Swedish author Alex Schulman works on his last book, which is also his first true novel, during his childhood. Biographical elements in Survivors are imaginatively enriched, which indeed played an important role in Schulman’s earlier books and contributions. The novel tells the story of an increasingly disintegrating family. Parents are alcoholics, the three siblings are torn apart. After so many years of apartheid, one mission brings them together again: to scatter their mothers’ ashes.
It is not uncommon for horror to be hidden behind seeming frivolity. Looking at it from the outside, one often hears that everything seemed so perfect. Relationships, family history, the sole culprits. Ideologies have always thrown a pure mantle over the growing dung heap they produce. Today we are faced with products that seem to have fallen from the sky, soft and pure as they appeared behind the window. No dirt, no production, no cobalt, no human rights violations.
The Survivors by Swedish author Alex Schulman also begins with a poetic figure. Wooden house on a wide meadow with a lake surrounded by a forest. The couple sits at the table, enjoying the last rays of the sun, while the three sons, encouraged by their father, swim in a race on the lake. This is the perfect world that is sold to us every day. And sellers are glad that we often do not read more, nor look closely, because we get it and go for it. Fortunately, we overlook the fact that the last rays of the sun are disappearing, darkness falls, the parents come home and the three brothers, frightened and lost, fear for their lives like three little dots in the middle of a great body. from water. We will not be able to say: they survived only with the combined forces. Neither of them: they have lived to die almost countless times.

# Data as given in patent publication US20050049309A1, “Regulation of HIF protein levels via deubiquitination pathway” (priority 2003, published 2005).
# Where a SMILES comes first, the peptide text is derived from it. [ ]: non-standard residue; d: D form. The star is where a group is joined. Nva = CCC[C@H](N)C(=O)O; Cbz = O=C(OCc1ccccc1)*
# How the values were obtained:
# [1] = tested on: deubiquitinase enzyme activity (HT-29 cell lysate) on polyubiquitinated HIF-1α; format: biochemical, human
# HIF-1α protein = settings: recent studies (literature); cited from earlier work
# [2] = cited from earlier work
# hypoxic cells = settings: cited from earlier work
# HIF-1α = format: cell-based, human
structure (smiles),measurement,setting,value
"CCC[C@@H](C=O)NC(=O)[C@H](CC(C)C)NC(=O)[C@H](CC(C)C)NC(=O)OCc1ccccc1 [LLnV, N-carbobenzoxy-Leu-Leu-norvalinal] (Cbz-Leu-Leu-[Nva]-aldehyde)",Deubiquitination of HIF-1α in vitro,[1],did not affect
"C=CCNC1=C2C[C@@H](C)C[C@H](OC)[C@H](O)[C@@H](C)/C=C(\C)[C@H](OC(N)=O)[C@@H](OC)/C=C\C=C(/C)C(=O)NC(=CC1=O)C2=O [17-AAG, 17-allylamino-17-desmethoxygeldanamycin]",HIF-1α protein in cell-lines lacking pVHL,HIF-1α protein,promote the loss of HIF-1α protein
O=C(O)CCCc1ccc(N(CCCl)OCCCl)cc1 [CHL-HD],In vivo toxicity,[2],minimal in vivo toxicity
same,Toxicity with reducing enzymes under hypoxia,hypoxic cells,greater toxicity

We follow the events from the perspective of the middle brother, Benjamin. He was nine years old in the summer he almost drowned. Pierre is two years younger and Nils four years older than him. The three compete for the attention of their alcoholic parents, albeit in different ways. The love that can be expected from there is scattered, the more stubborn the brothers compete with each other. They only stick with each other in those moments when it literally comes to survival.
Alex Shulman shows us the wrong ways of the family. He created two narrative paths that converge chronologically, opposing chronologically. The background story begins with the arrival of a police car at the parents’ summer home. Two of the brothers beat each other bloodily, almost killing each other. From there, the review begins, questioning how this happened, where the hatred, the unbridled anger come from. From the bloody brothers we go through to the death of the mother, which was the catalyst for this meeting in the summer house. She wrote in a letter to the children to scatter their ashes on the lake: “II don’t want you to do that for me. (…) I want you to do it for your own good.”
The second thread begins where the boys swim against each other. This summer is full of dark, shocking and life-threatening adventures. It ends with Benjamin’s therapy sessions, shortly after he attempts suicide.
Natural is the threat
Shulman shows the disembodied poetess, as a place of inner and outer prison, without becoming pathetic or even lazy. On the contrary, he writes with persuasive clarity, with the clarity necessary to sort out and decipher the accumulated fatigue of one’s childhood, to tame the screams and thunder in one’s brain.
The absence of parental care – the main theme of the novel – is illustrated as nature appears as a threat. The vastness of the forest, for example, is always a danger. The advent of darkness threatens life. Then there’s the childish curiosity – also natural – that leads Benjamin to the Transformers Little House – entry is strictly forbidden! – to explore. The hum and hum of the river enchants him. He reaches out, and the sound gets louder the closer he gets to the thick tubes. He could die. When he wakes up, the family dog Molly, whom his mother always raised, lies dead next to his charred body. a A heavy loss eventually leads to the collapse of the already fragile building.
For hundreds of pages we were led by the two brothers’ phrases, our existential fatigue felt quite well, but we didn’t remotely think of leaving the book. In the end, the present and the past meet, fraternal blood is followed by fraternal tears, and in the end the three of them are left with what remains with Alex Schulman: language.
Alex Shulman (translation: Hanna Granz): “Survivors”; dtv, 2021, 304 pages, €22